Medical ASIC Design for IoT: Meeting FDA Guidelines

December 01, 2014, anysilicon

This is a guest post from Neil Miller, Engineering Manager at Nuvation Engineering, a provider of complex electronic product development and design services.


In the past few years, the market for IoT devices has exploded, opening up a whole new world of possibilities for telehealth and medical applications. Advancements in sensor design, battery life, and wireless networking technologies have allowed everything from insulin pumps to pacemakers to be connected to the internet. To successfully launch a new medical product in the IoT market, manufacturers need to understand the regulations that ensure medical device designs are reliable, safe, and secure.

The FDA recently released guidelines pertaining to wireless medical device design, development, testing and use. We’ll address a few of their recommendations here.


Selection and performance of wireless technology

Prior to selecting a wireless technology, medical device manufacturer should consider if their intended product and use case is suited for a wireless environment. Assuming that it is, the FDA recommends:

  • Choosing an appropriate wireless technology (e.g., WMTS, IEEE 802.11) and RF frequency of operation for the intended application.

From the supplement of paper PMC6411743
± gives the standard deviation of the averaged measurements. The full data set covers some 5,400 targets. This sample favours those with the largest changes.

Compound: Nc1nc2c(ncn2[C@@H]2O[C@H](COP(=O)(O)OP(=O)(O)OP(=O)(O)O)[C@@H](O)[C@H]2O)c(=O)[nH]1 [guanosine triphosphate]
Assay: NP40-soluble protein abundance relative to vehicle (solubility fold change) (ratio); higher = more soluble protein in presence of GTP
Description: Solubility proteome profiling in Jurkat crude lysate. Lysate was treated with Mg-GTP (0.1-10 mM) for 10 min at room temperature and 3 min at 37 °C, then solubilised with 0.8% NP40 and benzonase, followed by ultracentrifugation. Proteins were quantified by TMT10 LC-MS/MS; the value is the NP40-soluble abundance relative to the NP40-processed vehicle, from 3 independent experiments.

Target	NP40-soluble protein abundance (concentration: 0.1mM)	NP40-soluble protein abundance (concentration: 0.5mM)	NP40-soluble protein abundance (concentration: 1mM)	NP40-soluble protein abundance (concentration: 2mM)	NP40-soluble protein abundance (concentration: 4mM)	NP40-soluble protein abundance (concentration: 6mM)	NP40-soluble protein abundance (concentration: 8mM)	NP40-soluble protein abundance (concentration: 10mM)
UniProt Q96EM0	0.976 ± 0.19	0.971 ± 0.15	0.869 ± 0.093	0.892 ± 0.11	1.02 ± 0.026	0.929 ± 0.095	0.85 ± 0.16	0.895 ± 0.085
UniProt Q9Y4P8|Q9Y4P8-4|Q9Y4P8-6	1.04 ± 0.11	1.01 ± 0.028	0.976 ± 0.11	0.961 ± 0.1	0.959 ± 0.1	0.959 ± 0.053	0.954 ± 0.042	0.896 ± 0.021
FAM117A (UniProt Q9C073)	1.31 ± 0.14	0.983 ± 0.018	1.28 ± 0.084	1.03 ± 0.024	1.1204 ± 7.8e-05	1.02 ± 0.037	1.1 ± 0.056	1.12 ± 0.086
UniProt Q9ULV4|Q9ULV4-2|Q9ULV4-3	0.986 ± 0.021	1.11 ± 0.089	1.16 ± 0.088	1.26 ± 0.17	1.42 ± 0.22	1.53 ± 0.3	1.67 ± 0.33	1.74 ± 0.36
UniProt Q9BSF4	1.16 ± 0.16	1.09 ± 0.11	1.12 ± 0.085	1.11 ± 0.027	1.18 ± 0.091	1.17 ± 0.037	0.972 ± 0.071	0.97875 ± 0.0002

• Considering risks such as data corruption or loss and interference from simultaneous transmitters in a given location, which can increase latency and transmitted signal error rates
  • Considering backups as a mitigation in the event that the RF wireless link is lost or corrupted

The choice of wireless technology will depend on a number of factors, including range, battery life, data sampling rate, coexistence, and operating spectrum, just to name a few. Of course, the actual application of the medical device is also important. Some frequently monitored human biological signals and their associated sample rates are listed in the table below.[1]


medical device development


The optimal wireless technology can be determined through careful analysis of the product requirements and environmental limitations. Personal heath devices usually operate in the 2.4GHz industrial, scientific, and medical (ISM) radio band, which includes Bluetooth, Wi-Fi, and ZigBee. Refer to the table below for some frequently used wireless standards for medical devices.

Depending on how much data is being transferred, which medical device is talking, and where it’s been transferred to, a mesh network of medical devices or a gateway device may be used.

Pre-certified wireless SoC modules are quite ubiquitous, enabling medical device OEMs to achieve a quick time to market. Nuvation design partner Texas Instruments offers various wireless SoC modules that have been pre-certified for medical applications, using standards such as Wi-Fi, Bluetooth, Sub-GHz, and ZigBee.